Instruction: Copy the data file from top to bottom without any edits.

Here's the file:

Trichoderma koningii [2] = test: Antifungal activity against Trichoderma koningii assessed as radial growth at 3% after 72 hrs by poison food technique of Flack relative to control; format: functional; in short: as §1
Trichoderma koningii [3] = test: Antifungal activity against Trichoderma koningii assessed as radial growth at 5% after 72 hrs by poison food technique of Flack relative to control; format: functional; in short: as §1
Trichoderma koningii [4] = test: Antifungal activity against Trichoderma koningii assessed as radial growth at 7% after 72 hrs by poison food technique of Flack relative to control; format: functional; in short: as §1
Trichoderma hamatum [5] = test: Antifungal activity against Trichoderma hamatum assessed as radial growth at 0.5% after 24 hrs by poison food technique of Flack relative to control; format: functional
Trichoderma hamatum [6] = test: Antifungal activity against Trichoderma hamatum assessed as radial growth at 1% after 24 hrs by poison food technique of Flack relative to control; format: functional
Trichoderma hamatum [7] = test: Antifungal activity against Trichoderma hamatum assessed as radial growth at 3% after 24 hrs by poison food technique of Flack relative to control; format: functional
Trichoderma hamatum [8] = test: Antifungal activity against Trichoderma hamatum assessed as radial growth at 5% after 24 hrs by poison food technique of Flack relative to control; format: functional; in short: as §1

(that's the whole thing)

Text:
Trichoderma koningii [2] = test: Antifungal activity against Trichoderma koningii assessed as radial growth at 3% after 72 hrs by poison food technique of Flack relative to control; format: functional; in short: as §1
Trichoderma koningii [3] = test: Antifungal activity against Trichoderma koningii assessed as radial growth at 5% after 72 hrs by poison food technique of Flack relative to control; format: functional; in short: as §1
Trichoderma koningii [4] = test: Antifungal activity against Trichoderma koningii assessed as radial growth at 7% after 72 hrs by poison food technique of Flack relative to control; format: functional; in short: as §1
Trichoderma hamatum [5] = test: Antifungal activity against Trichoderma hamatum assessed as radial growth at 0.5% after 24 hrs by poison food technique of Flack relative to control; format: functional
Trichoderma hamatum [6] = test: Antifungal activity against Trichoderma hamatum assessed as radial growth at 1% after 24 hrs by poison food technique of Flack relative to control; format: functional
Trichoderma hamatum [7] = test: Antifungal activity against Trichoderma hamatum assessed as radial growth at 3% after 24 hrs by poison food technique of Flack relative to control; format: functional
Trichoderma hamatum [8] = test: Antifungal activity against Trichoderma hamatum assessed as radial growth at 5% after 24 hrs by poison food technique of Flack relative to control; format: functional; in short: as §1